This August marks the 2nd Anniversary of the official opening of PFC's Donor Egg Bank. The PFC Donor Egg Bank (DEB) is the first free-standing egg bank in Northern California, and represents the culmination of highly innovative egg freezing technology (vitrification), proven success rates, and a wonderful option for patients seeking donor eggs. While PFC first started freezing donor eggs using vitrification technology in 2007, and our first baby from frozen donor eggs was born in 2008, we did not officially open our Egg Bank until August 2012. During those few years, we were further refining techniques in the laboratory, to be as confident as possible about success rates for our patients.
PFC Infertility Doctor Blog
The Infertility Blog
March 2014, marked my six year anniversary in my current position with Pacific Fertility Center. As the Director of PFC's Egg Donor Agency and Donor Egg Bank, I have had the privilege to work with many wonderful and amazing patients and have taken much pride in being able to contribute to their dream of building a family.
Staff at Pacific Fertility Center (PFC) have been invited to present an abstract on elective Single Embryo Transfer (eSET) at the 2014 Annual Meeting of the American Society for Reproductive Medicine (ASRM) in Honolulu on October 14, 2014. eSET is the practice of transferring a single embryo after in vitro fertilization, thereby reducing the risk of multiple births and potential complications.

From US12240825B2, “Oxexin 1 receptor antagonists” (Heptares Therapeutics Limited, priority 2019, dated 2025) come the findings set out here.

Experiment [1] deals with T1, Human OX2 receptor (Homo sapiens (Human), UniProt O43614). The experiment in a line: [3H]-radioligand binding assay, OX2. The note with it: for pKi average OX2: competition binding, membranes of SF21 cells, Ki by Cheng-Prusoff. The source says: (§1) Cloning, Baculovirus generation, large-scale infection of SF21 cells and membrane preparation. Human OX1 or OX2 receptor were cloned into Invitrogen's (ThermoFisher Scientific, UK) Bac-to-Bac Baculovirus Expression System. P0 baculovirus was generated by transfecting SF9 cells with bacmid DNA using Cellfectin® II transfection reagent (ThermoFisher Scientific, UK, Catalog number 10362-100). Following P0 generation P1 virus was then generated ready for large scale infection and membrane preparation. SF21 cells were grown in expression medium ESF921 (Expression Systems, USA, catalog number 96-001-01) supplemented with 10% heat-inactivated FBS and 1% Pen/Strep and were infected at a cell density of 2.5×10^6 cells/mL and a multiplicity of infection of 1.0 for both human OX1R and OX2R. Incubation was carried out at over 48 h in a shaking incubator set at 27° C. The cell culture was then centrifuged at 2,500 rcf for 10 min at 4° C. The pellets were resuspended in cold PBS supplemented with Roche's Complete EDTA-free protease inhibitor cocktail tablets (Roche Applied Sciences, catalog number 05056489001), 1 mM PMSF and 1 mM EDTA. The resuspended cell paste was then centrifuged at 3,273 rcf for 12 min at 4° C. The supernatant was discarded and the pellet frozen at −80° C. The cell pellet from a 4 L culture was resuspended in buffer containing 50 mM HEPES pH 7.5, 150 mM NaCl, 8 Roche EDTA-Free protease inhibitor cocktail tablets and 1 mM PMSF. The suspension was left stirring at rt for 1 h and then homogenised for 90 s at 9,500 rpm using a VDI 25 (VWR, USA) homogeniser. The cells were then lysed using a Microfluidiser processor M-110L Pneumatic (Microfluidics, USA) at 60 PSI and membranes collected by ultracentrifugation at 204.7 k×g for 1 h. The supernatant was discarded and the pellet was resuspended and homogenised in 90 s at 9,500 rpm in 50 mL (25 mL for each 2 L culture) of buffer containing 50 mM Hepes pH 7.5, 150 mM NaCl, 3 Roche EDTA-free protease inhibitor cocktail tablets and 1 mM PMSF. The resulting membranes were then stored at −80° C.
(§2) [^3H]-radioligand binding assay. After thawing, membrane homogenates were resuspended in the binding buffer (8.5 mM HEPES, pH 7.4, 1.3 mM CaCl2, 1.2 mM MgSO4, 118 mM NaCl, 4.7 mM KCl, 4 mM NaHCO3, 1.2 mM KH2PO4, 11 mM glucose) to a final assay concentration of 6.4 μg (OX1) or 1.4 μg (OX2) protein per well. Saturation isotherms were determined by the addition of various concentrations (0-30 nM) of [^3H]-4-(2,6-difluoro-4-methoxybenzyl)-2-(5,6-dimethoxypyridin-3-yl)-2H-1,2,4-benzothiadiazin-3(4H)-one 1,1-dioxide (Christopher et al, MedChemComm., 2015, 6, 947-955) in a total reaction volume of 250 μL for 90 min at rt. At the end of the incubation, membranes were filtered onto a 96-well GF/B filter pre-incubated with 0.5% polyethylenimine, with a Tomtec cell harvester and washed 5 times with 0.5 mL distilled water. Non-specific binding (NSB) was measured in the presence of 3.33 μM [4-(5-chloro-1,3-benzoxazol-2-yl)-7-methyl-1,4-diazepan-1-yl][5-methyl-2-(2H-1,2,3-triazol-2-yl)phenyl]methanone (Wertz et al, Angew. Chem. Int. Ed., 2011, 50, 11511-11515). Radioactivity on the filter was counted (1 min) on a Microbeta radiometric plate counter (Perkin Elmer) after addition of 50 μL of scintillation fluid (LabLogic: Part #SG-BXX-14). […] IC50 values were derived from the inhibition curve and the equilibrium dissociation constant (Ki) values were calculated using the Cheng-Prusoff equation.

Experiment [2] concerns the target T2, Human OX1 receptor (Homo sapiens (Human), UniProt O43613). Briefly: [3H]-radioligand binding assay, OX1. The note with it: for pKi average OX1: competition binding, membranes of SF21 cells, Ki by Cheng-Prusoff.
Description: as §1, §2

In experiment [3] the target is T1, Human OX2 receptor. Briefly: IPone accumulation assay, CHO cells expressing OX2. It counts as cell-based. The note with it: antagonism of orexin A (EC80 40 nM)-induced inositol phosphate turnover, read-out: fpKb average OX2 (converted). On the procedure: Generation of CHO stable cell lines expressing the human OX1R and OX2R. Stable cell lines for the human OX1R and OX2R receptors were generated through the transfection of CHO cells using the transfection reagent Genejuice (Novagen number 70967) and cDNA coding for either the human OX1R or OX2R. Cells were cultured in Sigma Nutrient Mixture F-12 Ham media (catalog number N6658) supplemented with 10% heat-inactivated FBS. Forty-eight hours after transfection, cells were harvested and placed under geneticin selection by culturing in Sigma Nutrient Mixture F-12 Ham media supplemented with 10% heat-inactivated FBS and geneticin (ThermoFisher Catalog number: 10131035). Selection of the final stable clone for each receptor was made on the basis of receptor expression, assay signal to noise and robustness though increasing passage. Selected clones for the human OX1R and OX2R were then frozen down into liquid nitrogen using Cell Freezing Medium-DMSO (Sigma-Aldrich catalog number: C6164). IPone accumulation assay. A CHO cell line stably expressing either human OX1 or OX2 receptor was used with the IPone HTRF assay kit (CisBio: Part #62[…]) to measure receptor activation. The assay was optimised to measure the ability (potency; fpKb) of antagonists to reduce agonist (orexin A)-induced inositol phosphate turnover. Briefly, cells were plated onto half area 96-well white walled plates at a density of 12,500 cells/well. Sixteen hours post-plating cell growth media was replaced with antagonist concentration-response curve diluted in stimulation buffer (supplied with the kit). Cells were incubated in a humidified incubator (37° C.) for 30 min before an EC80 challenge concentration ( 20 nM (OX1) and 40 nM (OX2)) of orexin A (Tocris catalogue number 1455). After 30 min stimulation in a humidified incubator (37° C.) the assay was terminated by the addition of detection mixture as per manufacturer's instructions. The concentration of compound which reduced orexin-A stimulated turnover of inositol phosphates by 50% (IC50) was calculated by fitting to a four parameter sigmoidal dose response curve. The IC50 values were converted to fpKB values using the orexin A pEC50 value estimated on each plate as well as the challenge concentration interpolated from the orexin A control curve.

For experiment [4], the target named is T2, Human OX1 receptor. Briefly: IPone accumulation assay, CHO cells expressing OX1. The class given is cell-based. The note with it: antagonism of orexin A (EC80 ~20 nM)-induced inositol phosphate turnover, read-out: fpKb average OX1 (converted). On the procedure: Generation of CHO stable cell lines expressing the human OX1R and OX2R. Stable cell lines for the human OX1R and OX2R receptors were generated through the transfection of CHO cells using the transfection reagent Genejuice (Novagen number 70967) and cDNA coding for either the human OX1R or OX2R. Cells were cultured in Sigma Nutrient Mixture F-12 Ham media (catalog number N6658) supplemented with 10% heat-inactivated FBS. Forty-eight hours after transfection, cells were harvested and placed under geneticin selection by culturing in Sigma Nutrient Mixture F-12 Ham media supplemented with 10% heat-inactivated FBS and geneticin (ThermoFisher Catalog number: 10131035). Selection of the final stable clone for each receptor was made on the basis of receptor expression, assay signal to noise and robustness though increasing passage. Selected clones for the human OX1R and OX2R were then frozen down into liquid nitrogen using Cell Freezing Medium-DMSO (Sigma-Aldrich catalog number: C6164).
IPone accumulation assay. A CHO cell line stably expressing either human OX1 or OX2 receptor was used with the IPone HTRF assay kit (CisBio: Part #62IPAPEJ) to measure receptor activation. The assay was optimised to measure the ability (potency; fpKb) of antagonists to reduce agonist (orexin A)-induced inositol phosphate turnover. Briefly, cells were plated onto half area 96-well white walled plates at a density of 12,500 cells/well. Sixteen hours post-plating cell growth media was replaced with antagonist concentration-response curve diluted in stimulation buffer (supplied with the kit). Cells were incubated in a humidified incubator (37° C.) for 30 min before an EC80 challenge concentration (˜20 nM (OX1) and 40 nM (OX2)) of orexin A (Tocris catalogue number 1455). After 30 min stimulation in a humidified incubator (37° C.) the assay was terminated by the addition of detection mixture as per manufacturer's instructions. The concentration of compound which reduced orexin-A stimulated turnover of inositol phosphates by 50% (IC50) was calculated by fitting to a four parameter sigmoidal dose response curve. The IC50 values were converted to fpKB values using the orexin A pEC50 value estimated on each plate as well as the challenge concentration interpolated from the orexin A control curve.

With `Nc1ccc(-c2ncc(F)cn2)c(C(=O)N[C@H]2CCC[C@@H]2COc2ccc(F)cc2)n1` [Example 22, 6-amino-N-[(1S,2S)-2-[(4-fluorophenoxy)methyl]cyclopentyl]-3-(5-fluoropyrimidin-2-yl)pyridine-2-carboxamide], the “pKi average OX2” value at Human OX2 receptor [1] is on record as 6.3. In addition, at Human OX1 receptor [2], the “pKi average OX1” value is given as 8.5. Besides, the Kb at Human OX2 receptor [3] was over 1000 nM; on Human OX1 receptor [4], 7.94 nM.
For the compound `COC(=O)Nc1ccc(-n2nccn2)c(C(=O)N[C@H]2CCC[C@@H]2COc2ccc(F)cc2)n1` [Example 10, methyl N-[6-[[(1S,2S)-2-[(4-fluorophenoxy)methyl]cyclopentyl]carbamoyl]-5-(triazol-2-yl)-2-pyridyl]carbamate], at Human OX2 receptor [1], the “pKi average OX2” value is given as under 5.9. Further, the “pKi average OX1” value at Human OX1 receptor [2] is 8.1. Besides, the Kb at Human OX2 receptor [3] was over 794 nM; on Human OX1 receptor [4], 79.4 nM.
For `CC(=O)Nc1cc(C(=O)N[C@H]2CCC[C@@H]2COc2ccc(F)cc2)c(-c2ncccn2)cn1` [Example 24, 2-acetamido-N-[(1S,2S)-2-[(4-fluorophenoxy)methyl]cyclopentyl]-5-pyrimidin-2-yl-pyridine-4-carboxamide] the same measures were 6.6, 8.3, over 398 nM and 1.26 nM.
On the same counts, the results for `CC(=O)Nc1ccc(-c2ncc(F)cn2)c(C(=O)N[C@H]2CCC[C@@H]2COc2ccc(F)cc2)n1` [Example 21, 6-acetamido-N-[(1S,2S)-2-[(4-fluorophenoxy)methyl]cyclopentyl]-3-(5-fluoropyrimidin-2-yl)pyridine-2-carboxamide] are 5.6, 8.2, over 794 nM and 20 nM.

“Toward a program of single embryo transfer: Reducing multiple gestation risk using CCS” is the title of the abstract co-authored by Philip Chenette, MD, Isabelle Ryan, MD, Carolyn Givens, MD, Erin Fisher, MS, and Joe Conaghan, PhD—all staff at PFC.
If you are a patient you probably think that the biggest problem with IVF treatment is that not every cycle results in a pregnancy or baby. But if you are a Physician, you will know that the biggest problem is the high incidence of multiple births that result from fertility treatments. And you will know that it is a global problem. The United States and Canada lead the world in the multiple births table, where over 30% of all IVF births result from twin or higher order deliveries. We are the countries that transfer a single embryo least often, in fewer than 20% of all cycles. In contrast, countries like Sweden and Australia, where single embryo transfer is mandated by law for most patients, multiple births make up about 5% of deliveries and 70% of patients transfer one embryo in an IVF cycle.
This is a book written by a non-medical writer who was also a former infertility patient. It was published only this year and is available in paperback. As with most books about infertility, there are good points and bad points. On the whole, however, it is very readable and to the author’s credit, she does give extensive references to back up most of the statements made.
The chapter “Understanding Egg Quality” is excellent and gives the reader good insight into why fertility declines with age and why most embryos do not implant: it is almost always about the egg and about the high proportion of human eggs that have chromosomal abnormalities.